CBS Corporation (NYSE:CBS) and Time Warner Cable are fighting over carriage costs. Such fights are likely to get more common, showing just how valuable video content is becoming. Two other station owners are bulking up for a fight, too.
CBS Corporation (NYSE:CBS) is asking Time Warner Cable to pay higher fees for the right to rebroadcast CBS Corporation (NYSE:CBS)-owned stations in key markets like New York City, Dallas, and Los Angeles. Although television stations have been losing viewers to cable for years, they still attract a lot of eyeballs. And having the local television stations on cable is an important selling point for the cable companies.
That both companies are willing to take this fight down to the wire, and then some, is a statement about the battles that are yet to come over the value of content. For example, CBS Corporation (NYSE:CBS) is the highest rated broadcaster, beating NBC and ABC. According to Bloomberg, the company’s retransmission fees jumped over 60% in the first quarter. The company is clearly using its clout to extract more money for its content.
CBS Corporation (NYSE:CBS)’ revenue has been stuck at around $14 billion for about eight years. Over the last three years, however, the company’s profit margin has improved from around 8% to over 20%, leading to an earnings advance from just over $0.30 a share to nearly $2.40. After hitting a low during the 2007 to 2009 recession of less than $5 a share, the stock recently traded hands at over $50.
With a price to earnings ratio of around 20, the company’s solid performance is reflected in its price. Although it may not get everything it wants from Time Warner Cable, it looks like CBS Corporation (NYSE:CBS) is well positioned. For example, Time Warner Cable would be loath to lose CBS’ football broadcasts, let alone the other content it shows. Sports remains a key differentiation between cable and Netflix.
The two sides will eventually come to terms. Look for the outcome to help boost CBS’ results over the next few years. The stock isn’t cheap, but growth investors should still consider taking a look at the key content owner and distributor. That said, a return to top-line growth should be a major concern.
Bulking up for battle
Gannett Co., Inc. (NYSE:GCI) recently inked a $1.5 billion deal to buy Belo, nearly doubling its station count. Although part of the benefit was to reduce the company’s exposure to its newspaper business, the more important aspect was to gain more clout in its video business.
This gives Gannett Co., Inc. (NYSE:GCI) more bargaining power when purchasing content and it will allow the company to demand more money from cable companies that rebroadcast its stations. A double benefit. Tribune Company, only recently out of bankruptcy court, announced a similar deal, spending $2.7 billion to buy 19 television stations from a private equity firm. Also a near doubling in size.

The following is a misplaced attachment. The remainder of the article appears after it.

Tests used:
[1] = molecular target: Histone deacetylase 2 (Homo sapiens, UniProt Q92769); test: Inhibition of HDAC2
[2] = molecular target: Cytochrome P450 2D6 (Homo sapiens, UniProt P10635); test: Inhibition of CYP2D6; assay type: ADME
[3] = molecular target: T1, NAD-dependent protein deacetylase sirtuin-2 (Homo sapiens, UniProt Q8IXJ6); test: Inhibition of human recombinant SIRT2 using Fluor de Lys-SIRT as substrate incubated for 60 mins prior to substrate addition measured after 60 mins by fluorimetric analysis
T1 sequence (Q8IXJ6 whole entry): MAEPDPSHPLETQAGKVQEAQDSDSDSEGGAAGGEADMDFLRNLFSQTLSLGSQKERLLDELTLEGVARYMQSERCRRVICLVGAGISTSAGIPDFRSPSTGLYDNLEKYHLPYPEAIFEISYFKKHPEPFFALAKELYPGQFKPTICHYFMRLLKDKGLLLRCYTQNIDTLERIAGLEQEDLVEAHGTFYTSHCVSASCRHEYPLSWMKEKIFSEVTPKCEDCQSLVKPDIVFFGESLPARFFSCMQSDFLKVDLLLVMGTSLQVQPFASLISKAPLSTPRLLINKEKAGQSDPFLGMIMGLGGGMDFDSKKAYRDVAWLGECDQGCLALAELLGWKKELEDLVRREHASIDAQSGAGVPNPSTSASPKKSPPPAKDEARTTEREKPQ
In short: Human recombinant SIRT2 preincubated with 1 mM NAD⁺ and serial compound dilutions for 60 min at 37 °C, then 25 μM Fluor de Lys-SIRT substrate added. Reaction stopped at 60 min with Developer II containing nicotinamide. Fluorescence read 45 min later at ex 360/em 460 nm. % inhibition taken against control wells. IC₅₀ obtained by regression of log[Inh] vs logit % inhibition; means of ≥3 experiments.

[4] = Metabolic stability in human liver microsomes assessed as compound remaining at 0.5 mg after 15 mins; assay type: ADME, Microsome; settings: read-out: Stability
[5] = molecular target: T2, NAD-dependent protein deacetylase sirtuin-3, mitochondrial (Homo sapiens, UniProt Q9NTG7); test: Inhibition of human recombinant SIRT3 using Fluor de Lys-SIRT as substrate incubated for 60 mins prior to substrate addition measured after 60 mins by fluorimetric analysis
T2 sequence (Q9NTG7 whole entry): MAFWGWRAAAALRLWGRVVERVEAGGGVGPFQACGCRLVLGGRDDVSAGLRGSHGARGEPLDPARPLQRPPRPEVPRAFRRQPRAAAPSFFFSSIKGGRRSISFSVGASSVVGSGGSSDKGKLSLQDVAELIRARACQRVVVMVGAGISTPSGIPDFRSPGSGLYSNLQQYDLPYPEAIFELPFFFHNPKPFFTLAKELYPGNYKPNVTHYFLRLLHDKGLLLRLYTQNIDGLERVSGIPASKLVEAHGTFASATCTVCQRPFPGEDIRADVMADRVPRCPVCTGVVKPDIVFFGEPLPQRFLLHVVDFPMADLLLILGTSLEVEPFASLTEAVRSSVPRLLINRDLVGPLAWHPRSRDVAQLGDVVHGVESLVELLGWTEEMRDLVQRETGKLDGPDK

Of the pair, Gannett Co., Inc. (NYSE:GCI) is more appropriate for income investors looking for a solid turnaround play. The company is retrenching as the newspaper industry declines. While other newspaper companies have been mired in red ink, or gone through bankruptcy court like Tribune, Gannett Co., Inc. (NYSE:GCI) has only lost money once in the last decade. It earned $1.80 or so a share in 2012 and has been increasing its dividend again.
The newspaper business is facing material headwinds, but Gannett Co., Inc. (NYSE:GCI) is positioning itself well for a video world. Its P/E is about 13, above its historical average but low relative to CBS. Although Gannett Co., Inc. (NYSE:GCI) doesn’t have the production assets of the media giant, its changing business suggests that a higher multiple is probably reasonable over the long term.
Euphoria about the station purchase pushed the shares quickly higher. They have cooled off some since then. Patient investors should take a look.
Tribune is a higher risk situation. Although bankruptcy helped get the company back on its feet, it had $10 billion in debt and negative shareholder equity at the end of the first quarter. The TV deal is a good move, but the company has a lot to prove and very little historical data go on right now. Only the most aggressive investors should jump aboard Tribune as it tries to reshape itself outside of bankruptcy court.
More fights to come
There’s going to be plenty more battles over content in the years ahead. The industry’s players are clearly getting ready for the fight. Look for CBS to win more than a few rounds. Gannett and Tribune are stuck in the middle, to some degree, lacking content creation businesses. Increasing scale, however, should allow them to fight to control content costs and ask for more money from cable companies, aiding their turnaround efforts. Gannett is better of the two options.
The article This Content War Is About Costs originally appeared on Fool.com and is written by Reuben Brewer.
Reuben Brewer has no position in any stocks mentioned. The Motley Fool has no position in any of the stocks mentioned. Reuben is a member of The Motley Fool Blog Network — entries represent the personal opinion of the blogger and are not formally edited.
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